Treatment of Cervical Cancer

The treatment of pre-cancer or cervical cancer is determined in large part by the grading or staging of the disease. Most women with mild (low-grade) dysplasia will undergo spontaneous regression of the condition without treatment, requiring only regular monitoring.

For those in whom dysplasia is progressing, treatment may be required. This might take the form of an ablation (destruction) of cells by electrocautery, laser, or cryotherapy (freezing of cells); or by resection (removal) of cells through electrosurgical excision (also known as long electrical excision procedure, or LEEP) or conization (the conical biopsy of tissue).  

The treatment of cervical cancer can vary although greater emphasis is being placed on fertility-sparing therapies. Treatment can take the form of one or several of the following, based on severity of the disease:

  • Chemotherapy
  • Radiation therapy
  • Surgical procedures, including LEEP, conization, hysterectomy (removal of the uterus), or trachelectomy (removal of the cervix while preserving the uterus and ovaries).

Generally speaking, 35% of women with cervical cancer will have a recurrence after treatment.

In terms of mortality, survival rates are based on the stage of disease at the time of diagnosis. Generally speaking, women diagnosed at Stage 0 having 93% chance of survival, while women at Stage IV have 16% survival rate.

Prevention of Cervical Cancer

Traditional safer sex practices, Pap smear screening, and HPV vaccination are considered the three leading methods of cervical cancer prevention. Furthermore, the timely initiation of ART is considered key to reducing ICC risk in women with HIV.

The U.S. Preventive Services Task Forces (USPSTF) currently recommends Pap screening every three years for women between the ages of 21 and 65, or alternatively every five years for women ages 30 to 65 in conjunction with HPV testing.

Meanwhile, HPV vaccination is currently recommended for any girl or young woman who has had sexual contact. The Advisory Committee on Immunization Practices (ACIP) suggest routine vaccination for girls 11 to 12 years of age, as well as women up to the age of 26 who have not had or completed a vaccination series.

Two vaccines are currently approved for use: a quadrivalent vaccine which can prevent types 6, 11, 16 and 18 (Gardasil) and bivalent vaccines that can protect against types 16 and 18 (Cervarix). Each requires a series of three shots given over a six-month period.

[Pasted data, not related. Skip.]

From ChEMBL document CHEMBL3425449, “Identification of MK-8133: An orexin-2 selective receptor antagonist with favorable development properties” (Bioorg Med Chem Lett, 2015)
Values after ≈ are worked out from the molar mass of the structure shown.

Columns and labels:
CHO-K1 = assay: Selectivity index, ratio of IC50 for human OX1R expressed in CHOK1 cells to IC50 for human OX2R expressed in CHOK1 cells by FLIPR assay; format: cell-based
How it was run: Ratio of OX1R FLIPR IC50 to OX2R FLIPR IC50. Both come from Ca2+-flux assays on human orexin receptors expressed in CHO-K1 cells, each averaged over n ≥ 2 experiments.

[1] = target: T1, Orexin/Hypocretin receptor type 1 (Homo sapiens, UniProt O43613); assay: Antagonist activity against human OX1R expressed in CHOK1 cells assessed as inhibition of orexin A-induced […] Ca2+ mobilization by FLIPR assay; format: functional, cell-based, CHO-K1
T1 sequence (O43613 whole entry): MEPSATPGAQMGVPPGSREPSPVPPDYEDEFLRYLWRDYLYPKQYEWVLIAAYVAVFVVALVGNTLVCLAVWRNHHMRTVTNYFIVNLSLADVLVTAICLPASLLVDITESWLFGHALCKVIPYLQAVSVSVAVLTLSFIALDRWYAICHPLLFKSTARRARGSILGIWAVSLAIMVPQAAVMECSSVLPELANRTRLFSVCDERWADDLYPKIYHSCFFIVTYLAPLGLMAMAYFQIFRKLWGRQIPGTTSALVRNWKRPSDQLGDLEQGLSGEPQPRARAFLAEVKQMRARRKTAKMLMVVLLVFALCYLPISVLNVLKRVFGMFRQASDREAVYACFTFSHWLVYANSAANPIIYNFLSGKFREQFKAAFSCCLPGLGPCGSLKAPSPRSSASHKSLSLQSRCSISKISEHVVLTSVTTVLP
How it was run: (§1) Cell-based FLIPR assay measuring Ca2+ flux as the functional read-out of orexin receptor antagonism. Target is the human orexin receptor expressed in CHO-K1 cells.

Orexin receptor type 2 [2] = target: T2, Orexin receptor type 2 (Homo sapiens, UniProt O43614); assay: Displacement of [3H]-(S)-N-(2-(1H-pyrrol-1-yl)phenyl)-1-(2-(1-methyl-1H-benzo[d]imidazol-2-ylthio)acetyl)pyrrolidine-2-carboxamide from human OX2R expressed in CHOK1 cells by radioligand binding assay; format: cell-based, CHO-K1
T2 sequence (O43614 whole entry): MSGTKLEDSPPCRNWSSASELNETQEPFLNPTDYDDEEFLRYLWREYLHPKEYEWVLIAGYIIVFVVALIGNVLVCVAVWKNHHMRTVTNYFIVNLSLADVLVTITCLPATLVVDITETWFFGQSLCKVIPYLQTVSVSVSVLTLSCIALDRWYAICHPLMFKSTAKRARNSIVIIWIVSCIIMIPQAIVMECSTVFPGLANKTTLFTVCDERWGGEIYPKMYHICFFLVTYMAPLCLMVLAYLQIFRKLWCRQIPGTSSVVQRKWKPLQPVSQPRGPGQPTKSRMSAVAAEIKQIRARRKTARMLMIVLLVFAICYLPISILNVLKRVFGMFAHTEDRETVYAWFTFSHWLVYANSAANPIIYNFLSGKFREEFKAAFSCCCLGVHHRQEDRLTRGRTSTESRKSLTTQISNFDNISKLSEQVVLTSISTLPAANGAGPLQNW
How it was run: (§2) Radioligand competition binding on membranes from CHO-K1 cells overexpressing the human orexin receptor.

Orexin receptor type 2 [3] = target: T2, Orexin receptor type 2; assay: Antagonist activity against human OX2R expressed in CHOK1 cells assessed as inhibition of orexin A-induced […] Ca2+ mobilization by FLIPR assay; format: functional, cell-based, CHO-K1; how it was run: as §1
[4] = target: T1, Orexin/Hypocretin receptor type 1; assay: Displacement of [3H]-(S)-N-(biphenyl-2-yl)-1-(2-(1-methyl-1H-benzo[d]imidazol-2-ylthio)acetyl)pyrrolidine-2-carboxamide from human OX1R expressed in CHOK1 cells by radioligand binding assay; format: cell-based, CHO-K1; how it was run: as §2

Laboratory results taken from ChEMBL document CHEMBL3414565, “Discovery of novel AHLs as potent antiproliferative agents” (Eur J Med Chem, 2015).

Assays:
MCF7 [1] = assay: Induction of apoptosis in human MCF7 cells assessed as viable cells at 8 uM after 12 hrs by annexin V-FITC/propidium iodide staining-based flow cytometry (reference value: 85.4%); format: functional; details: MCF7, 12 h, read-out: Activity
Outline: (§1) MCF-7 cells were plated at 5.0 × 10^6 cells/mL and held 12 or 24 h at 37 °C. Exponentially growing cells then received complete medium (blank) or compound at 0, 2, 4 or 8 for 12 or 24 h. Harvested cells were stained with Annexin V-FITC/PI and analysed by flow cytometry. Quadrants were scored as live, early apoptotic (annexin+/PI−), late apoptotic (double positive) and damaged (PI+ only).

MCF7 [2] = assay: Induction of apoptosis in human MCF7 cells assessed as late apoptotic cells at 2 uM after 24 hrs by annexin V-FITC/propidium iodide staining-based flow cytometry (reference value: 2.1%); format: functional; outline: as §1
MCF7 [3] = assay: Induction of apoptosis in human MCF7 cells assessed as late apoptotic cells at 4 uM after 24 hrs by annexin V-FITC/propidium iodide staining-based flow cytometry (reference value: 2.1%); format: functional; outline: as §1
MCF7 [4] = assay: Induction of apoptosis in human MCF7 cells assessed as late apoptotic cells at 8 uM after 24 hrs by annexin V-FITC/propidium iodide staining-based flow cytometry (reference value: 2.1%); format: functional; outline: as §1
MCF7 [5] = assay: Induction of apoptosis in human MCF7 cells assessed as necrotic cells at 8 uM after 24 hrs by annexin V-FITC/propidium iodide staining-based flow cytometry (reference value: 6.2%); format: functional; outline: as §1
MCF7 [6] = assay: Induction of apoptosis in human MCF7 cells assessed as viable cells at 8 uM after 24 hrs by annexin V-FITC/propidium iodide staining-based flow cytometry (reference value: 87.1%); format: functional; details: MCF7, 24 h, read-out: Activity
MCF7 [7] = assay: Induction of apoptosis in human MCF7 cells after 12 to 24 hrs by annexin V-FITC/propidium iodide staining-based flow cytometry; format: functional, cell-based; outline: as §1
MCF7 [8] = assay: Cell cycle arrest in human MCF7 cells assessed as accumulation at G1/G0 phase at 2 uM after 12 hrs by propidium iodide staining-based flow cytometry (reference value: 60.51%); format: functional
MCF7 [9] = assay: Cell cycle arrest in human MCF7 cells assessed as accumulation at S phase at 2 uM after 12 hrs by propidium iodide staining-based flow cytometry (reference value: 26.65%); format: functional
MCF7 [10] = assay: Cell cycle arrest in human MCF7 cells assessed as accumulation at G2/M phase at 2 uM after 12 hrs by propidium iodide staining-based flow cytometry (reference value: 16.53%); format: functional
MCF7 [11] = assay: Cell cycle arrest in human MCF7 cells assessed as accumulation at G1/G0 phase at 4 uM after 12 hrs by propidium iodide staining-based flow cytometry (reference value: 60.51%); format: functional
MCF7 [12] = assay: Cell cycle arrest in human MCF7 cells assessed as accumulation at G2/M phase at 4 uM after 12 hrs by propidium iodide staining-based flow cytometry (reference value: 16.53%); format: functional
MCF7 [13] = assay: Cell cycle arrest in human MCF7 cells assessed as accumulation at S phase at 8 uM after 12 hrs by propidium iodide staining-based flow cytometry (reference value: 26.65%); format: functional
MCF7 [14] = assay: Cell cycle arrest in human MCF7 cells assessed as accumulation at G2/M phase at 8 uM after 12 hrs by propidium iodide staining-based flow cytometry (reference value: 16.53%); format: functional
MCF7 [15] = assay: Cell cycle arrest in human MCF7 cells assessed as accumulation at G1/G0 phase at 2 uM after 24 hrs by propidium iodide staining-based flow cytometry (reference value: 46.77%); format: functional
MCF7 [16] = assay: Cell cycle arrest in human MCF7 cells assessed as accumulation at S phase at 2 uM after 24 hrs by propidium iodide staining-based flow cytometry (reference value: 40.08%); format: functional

While the vaccines can't protect against all HPV types, researchers at the Fox Chase Cancer Center confirm that HIV-positive women on ART are far less likely to have high-risk HPV types 52 and 58 than their untreated counterparts. This reinforces the argument that early ART is key to preventing both HIV-related and non-HIV-related cancers in people with HIV.

Future Therapies and Strategies

In terms of developing strategies, recent studies have suggested that the commonly prescribed antiretroviral drug, lopinavir (found in the fixed dose combination drug Kaletra), may be able to prevent or even reverse high-grade cervical dysplasia. Early results showed a high rate of efficacy when delivered intravaginally in twice-daily doses over three months.

If the results can be confirmed, women may one day be able to treat cervical pre-cancer at home, while those with HIV may be able to prophylactically prevent HPV as part of their standard ART.


Abraham, A.; D’Souza, G.; Jing, Y.; et al. "Invasive cervical cancer risk among HIV-infected women: a North American multicohort collaboration." Journal of Acquired Immune Deficiency Syndromes. April 1, 2013;  62(4):405-413.

Adler, D. "The impact of HAART on HPV-related cervical disease." Current HIV Research. October 8, 2010; 8(7):493-7.

Dunne, E.; Unger, E.; MD; Sternberg, M.; et al. "Prevalence of HPV Among Females in the U.S." Journal of the American Medical Association. February 28, 2007; 297(8):813-819.

Dames, D.; Blackman, E.; Butler, R.; et al. "High-Risk Cervical Human Papillomavirus Infections among Human Immunodeficiency Virus-Positive Women in the Bahamas." PLoS | One. January 23, 2014; 9(1): e85429. doi: 10.1371.

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U.S. Preventive Services Task Force (USPSTF). "U.S. Preventive Services Task Force Issues New Cervical Cancer Screening Recommendations: Evidence shows that cancer screening is effective." Rockville, Maryland; issued March 15, 2013.

Centers for Disease Control and Prevention (CDC). "Quadrivalent Human Papillomavirus Vaccine: Recommendations of the Advisory Council on Immunization Practices (ACIP)." Morbidity and Mortality Weekly Review (MMWR). March 23, 2007; 56(RR02).1-24.

Centers for Disease Control and Prevention (CDC). "FDA Licensure of Bivalent Human Papillomavirus Vaccine (HPV2, Cervarix) for Use in Females and Updated HPV Vaccination Recommendations from the Advisory Committee on Immunization Practices (ACIP)." Morbidity and Mortality Weekly Review (MMWR). May 28, 2010; 59(20);626-629.

Hampson, I.; Hampson,L.; Batman, G.; et al. "Lopinavir up-regulates expression of antiviral protein ribonuclease L in human papillomavirus-positive cervical carcinoma cells." Antiviral Therapy. 2011; 16(4):515-525.